Re: Dave's Stock Answer #1 - Followup Q
on May 26, 2010 at 3:06:33 am

I was at NAB showing After Effects CS5 and Premiere Pro CS5. (I was the guy at the "Ask the Expert" station.)

Whenever people came up to me and asked me about long-GOP formats in CS5, I asked them to bring me a piece of their own footage so we could try it out. Many people came back with USB drives with various MPEG-based files (especially AVCHD/MPEG-4 stuff), and we tried them on the spot. Not a single failure. Smooth previews, renders without dropped frames... the way it should be.

I think that CS5 may make Dave's stock answer obsolete.

---------------------------------------------------------------------------------------------------------
Todd Kopriva, Adobe Systems Incorporated
putting the 'T' back in 'RTFM' : After Effects Help on the Web
---------------------------------------------------------------------------------------------------------
If a page of After Effects Help answers your question, please consider rating it. If you have a tip, technique, or link to share---or if there is something that you'd like to see added or improved---please leave a comment.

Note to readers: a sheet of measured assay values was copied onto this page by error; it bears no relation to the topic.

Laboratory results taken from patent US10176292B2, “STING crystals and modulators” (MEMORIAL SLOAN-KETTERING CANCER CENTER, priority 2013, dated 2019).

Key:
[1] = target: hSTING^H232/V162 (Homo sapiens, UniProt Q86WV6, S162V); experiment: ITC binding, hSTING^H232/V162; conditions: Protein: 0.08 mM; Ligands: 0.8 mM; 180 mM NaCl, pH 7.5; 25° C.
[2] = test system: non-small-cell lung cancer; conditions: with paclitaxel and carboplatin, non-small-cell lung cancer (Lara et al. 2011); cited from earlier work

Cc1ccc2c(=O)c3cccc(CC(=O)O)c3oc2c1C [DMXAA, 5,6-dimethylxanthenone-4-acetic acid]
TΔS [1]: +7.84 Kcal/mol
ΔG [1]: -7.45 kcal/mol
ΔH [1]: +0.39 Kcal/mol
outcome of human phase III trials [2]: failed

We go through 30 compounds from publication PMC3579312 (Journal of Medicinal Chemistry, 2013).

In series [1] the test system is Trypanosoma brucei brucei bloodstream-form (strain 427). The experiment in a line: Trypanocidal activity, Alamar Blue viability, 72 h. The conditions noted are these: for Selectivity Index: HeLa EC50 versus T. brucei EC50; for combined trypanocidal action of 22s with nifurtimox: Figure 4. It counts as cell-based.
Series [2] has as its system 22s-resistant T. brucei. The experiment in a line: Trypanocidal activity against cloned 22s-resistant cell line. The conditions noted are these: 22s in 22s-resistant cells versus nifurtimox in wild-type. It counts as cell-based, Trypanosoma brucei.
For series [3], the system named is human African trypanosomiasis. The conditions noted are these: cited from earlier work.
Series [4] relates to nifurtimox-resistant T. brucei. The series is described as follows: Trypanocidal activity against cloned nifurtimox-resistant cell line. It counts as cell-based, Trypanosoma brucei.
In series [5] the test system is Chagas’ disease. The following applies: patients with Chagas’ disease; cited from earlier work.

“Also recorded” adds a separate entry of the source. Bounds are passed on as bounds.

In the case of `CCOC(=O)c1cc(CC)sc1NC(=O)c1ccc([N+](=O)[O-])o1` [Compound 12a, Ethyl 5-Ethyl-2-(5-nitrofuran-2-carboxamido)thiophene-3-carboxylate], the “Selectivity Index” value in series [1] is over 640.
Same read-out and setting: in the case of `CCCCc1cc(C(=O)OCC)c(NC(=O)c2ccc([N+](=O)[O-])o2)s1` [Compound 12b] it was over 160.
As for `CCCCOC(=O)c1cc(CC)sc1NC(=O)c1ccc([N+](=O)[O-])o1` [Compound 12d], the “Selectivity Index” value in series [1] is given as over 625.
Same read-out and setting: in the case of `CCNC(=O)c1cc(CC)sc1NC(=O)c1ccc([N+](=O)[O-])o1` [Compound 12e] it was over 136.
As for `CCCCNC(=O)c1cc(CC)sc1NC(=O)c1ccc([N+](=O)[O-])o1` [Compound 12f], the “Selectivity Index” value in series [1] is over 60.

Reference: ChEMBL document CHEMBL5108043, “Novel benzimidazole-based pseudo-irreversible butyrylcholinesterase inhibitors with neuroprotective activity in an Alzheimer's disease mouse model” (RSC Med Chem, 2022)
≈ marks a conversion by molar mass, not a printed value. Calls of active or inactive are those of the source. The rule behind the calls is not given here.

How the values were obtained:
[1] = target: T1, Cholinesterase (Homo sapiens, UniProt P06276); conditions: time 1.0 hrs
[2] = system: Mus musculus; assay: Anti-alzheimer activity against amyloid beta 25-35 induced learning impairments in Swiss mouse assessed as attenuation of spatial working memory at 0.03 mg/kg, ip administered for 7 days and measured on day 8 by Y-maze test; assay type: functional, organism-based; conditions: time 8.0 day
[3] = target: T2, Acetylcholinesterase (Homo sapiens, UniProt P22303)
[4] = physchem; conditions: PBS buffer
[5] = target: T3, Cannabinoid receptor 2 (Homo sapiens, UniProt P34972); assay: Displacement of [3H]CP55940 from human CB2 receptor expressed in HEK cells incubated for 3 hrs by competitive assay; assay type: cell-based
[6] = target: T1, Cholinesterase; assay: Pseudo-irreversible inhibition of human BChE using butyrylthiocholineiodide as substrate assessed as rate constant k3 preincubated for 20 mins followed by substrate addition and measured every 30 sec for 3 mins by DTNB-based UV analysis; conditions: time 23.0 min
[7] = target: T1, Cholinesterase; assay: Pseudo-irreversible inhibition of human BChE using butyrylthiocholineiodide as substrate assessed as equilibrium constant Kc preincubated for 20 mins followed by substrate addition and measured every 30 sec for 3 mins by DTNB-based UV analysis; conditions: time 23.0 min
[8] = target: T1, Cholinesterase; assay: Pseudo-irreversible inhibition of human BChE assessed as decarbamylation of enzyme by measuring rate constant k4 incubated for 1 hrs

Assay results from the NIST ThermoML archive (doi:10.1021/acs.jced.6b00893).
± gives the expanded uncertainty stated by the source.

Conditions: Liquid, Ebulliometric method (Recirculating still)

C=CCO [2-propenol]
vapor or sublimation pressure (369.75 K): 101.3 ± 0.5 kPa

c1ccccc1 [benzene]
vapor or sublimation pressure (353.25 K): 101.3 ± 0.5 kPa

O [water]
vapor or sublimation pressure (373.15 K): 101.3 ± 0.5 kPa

Return to posts index

Dave LaRonde
Re: Dave's Stock Answer #1 - Followup Q
on May 26, 2010 at 4:10:06 pm

[Todd Kopriva] "...I think that CS5 may make Dave's stock answer obsolete..."

I hope so.

Dave LaRonde
Sr. Promotion Producer
KCRG-TV (ABC) Cedar Rapids, IA


Return to posts index

Todd Kopriva
Re: Dave's Stock Answer #1 - Followup Q
on May 26, 2010 at 4:13:20 pm

> I hope so.


Me, too.

If not, then we'd love bug reports with attached video files that are problematic. If you're sending a bug report with an attachment, you can use aebugs [at] adobe [dot] com instead of the bug-report form.

---------------------------------------------------------------------------------------------------------
Todd Kopriva, Adobe Systems Incorporated
putting the 'T' back in 'RTFM' : After Effects Help on the Web
---------------------------------------------------------------------------------------------------------
If a page of After Effects Help answers your question, please consider rating it. If you have a tip, technique, or link to share---or if there is something that you'd like to see added or improved---please leave a comment.


Return to posts index


Dave LaRonde
Re: Dave's Stock Answer #1 - Followup Q
on May 26, 2010 at 4:18:11 pm

I just bookmarked your bug report/attachment post. I hope I don't have to refer to it.

Dave LaRonde
Sr. Promotion Producer
KCRG-TV (ABC) Cedar Rapids, IA


Return to posts index

<< PREVIOUS   •   VIEW ALL   •   PRINT   •   NEXT >>
© 2017 CreativeCOW.net All Rights Reserved
[TOP]